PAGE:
LOCAL$ solar_dhw_hydraulic
LOCAL$ solar_dhw_control_plotter
PYTRNSYS$ generic\end

In pytrnsys, it is possible to replace some of the ddck files depending on the structure of the project. In this case, it is possible to replace the domestic hot water with another demand as well as to chose another weather data location. The current city which is Zurich (SMA) can be replaced with Locarno in the south of Switzerland. In Locarno, there are more hours of sunlight in the year which will help us to have a better performance for the solar domestic hot water system. In the default database pytrnsys-ddck there are many different Swiss cities. Locarno can be chosen by:

PYTRNSYS$ weather\SIA\normal\CityOTL_dryN

You can go through the weatherSIA folder in the ddck repository to see all by default available weather data ddck files.

Run the modified configuration file

Now you are almost ready to run your new simulation. In order to not overwrite the default system run you should specify a new folder name. This can be done by changing the addResultsFolder parameter:

string addResultsFolder "my_new_solar_dhw"

Save you configuration file and use it with the pytrnsys-run command to start the simulation.

Work with the processing-configuration file

In the default example system processing file, there are already some custom calculations and custom plots given as examples. In this section be will go through the process of adding some more calculations and plot the results of the custom calculations.

Add custom calculations to the processing

In the default processing configuration file of the solar domestic hot water system, the monthly and overall solar fraction of the system is calculated:

calcMonthly fSolarMonthly = qSysIn_Collector/qSysOut_DhwDemand
calc fSolar = qSysIn_Collector_Tot/qSysOut_DhwDemand_Tot

Another interesting quantity to analyze the performance of a solar system is the Total Solar Efficiency

\[\eta^{coll} = \frac{Q^{collector}}{E_{irradiance}}\]

This can be implemented using the simulation results. In the monthly printer section of the collector ddck file /solar_collector/ype1/type1.ddck we can see that the power gain and the irradiated power per area are integrated, printed and accessible in the processing as PColl_kWm2 and IT_Coll_kWm2. So we have everything to calculate the Solar Efficiency. Again we calculate the monthly values as well as the overal yearly value:

calcMonthly solarEffMonthly = PColl_kWm2/IT_Coll_kWm2
calc solarEff = PColl_kWm2_Tot/IT_Coll_kWm2_Tot

Add custom plots to the processing

We can plot the new results in different ways. First of all, we can use the monthly values to create a monthly bar plot by including:

stringArray monthlyBars "solarEffMonthly"

This will result in a plot that looks like this:


By default, pytrnsys will use the variable name in all the legends. We can change this to a nicer looking LaTeX-formatted string by adding an entry to the dictionary in the projects latexNames.json. Adding a line “effSolarMonthly”: “$\eta^{coll}$” in the json file and rerunning the processing will give a plot with a nicer legend:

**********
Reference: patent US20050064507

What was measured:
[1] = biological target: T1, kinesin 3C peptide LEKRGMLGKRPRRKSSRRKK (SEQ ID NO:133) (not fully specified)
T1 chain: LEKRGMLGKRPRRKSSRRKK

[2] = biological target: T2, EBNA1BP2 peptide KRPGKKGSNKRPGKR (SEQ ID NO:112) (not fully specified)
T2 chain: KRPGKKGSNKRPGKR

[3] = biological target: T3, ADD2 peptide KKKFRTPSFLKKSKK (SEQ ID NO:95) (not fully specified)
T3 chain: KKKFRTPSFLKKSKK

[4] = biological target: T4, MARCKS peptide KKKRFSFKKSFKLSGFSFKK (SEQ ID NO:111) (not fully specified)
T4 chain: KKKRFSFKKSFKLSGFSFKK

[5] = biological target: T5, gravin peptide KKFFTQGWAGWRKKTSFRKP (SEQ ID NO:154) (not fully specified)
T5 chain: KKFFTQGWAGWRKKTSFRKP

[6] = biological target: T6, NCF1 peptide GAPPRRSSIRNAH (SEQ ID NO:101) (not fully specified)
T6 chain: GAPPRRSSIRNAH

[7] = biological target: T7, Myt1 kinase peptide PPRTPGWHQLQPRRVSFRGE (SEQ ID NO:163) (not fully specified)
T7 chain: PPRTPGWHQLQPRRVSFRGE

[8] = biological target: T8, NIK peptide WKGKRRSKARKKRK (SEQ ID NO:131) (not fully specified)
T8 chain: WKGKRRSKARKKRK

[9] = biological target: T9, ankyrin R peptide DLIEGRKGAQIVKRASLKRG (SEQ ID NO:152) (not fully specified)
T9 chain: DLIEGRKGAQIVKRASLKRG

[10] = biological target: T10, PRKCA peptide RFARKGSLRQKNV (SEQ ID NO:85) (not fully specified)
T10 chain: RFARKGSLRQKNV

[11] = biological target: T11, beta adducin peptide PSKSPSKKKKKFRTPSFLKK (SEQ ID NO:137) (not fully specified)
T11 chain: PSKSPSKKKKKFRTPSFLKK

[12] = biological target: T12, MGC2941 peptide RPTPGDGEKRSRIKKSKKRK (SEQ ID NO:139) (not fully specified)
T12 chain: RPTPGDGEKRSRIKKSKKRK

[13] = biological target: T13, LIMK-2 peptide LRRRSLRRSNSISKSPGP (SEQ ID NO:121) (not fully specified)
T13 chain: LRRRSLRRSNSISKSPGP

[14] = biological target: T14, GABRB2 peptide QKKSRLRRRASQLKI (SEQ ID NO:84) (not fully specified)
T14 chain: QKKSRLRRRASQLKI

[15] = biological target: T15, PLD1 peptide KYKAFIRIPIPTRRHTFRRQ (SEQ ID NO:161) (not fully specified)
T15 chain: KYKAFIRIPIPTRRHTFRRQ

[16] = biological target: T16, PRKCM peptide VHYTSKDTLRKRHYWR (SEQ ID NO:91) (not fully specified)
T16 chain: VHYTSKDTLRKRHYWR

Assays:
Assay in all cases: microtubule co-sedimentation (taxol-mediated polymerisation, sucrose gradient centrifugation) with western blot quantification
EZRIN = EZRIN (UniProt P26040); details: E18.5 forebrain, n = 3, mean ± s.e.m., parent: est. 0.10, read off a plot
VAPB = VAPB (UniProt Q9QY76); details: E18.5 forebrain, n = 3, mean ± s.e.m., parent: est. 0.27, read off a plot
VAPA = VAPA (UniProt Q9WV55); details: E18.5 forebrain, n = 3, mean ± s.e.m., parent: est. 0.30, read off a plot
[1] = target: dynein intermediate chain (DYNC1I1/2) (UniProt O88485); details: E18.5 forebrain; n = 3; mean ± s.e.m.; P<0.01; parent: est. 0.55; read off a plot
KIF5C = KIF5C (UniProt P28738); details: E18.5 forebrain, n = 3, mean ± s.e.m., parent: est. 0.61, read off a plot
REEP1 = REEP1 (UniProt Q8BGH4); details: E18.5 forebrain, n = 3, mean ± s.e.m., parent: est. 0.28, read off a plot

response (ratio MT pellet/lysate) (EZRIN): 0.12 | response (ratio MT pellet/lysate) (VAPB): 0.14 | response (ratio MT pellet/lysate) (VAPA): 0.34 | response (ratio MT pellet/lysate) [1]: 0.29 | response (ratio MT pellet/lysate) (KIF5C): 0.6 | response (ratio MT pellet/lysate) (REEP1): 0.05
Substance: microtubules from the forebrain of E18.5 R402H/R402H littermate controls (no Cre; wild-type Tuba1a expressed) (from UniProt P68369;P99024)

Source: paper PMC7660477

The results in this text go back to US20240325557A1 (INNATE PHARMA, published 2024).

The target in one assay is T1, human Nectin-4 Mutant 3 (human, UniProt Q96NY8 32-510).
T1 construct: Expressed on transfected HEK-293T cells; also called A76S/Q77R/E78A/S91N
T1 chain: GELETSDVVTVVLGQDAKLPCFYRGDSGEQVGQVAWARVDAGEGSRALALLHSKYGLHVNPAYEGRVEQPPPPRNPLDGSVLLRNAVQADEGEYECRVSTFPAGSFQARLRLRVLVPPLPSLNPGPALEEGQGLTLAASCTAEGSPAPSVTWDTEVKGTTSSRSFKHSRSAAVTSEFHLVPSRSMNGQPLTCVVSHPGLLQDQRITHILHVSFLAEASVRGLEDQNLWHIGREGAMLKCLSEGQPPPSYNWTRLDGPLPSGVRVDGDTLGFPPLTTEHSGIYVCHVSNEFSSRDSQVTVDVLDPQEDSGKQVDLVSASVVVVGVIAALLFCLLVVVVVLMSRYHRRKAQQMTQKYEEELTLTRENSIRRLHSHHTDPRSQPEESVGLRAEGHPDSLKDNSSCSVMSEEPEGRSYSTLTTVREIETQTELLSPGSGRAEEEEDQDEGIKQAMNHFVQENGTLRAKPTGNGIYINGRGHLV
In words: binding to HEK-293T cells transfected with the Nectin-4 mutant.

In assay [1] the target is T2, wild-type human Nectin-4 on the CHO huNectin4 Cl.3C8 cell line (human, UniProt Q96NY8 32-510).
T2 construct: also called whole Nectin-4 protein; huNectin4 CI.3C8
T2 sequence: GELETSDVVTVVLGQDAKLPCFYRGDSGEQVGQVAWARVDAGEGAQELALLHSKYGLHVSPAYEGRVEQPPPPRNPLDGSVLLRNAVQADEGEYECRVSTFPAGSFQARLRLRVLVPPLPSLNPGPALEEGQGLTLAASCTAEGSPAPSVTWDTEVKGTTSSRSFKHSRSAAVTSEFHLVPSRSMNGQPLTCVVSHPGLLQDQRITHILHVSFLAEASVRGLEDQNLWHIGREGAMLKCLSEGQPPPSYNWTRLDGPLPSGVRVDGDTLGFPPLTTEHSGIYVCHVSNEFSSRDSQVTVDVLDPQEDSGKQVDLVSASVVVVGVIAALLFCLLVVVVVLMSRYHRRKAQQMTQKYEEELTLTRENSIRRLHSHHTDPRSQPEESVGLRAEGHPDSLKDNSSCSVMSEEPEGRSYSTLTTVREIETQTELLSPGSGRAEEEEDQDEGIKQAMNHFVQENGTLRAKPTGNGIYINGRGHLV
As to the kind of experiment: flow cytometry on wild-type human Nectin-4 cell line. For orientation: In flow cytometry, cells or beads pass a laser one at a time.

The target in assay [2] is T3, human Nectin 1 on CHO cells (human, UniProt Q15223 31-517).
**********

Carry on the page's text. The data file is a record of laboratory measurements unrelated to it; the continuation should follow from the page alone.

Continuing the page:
We can also create a comparison plot of the solar efficiency including the parametric runs on the collector area, the storage size and the collector slope by using the following line:

stringArray comparePlot "AcollAp" "solarEff" "volPerM2Col" "slopeSurfUser_1"

Do parametric runs with different ddcks

For some tasks, it is not enough to replace a single number in the dck file. Such tasks are for example the replacement of the weather data, the replacement of the demand data or the change of the parametrization of a component i.e. the solar collector. In pytrnsys this is solved by the possibility to define a seperate ddck for each case and to loop though the ddck files during the parametric runs.

Let us say that instead of changing the collector slope in our example system, we would like to use different domestic hot water profiles. In the default ddck repository, pytrnsys offers both a domestic hot water profile for a single family house as well as one for a multi-family building. If we would like to include both in the same parametric run, we can include the following line:

changeDDckFile dhw_sfh_task44 dhw_sfh_task44 dhw_mfh

The changeDDckFile command interprets the first argument as the substring to be replaced in the ddck including line of the configuration file which in this case would be the following:

PYTRNSYS$ demands\dhw\dhw_sfh_task44

This line will internally be changed to the following arguments of changeDDckFile. Since the first argument is repeated, an unchanged variation will be used. The third argument will result in a variation that builds the dck file based on the line changed to:

PYTRNSYS$ demands\dhw\dhw_mfh

There is no restriction to the substrings used. It is also possible to write:

changeDDckFile dhw\dhw_sfh_task44 dhw\dhw_sfh_task44 dhw\dhw_mfh

That way ddck files that are located in other folders could be used. The file name of the changed ddck file will be used in the name of the variation’s subfolder and will also be saved to the results json-file.

Use the scaling functionality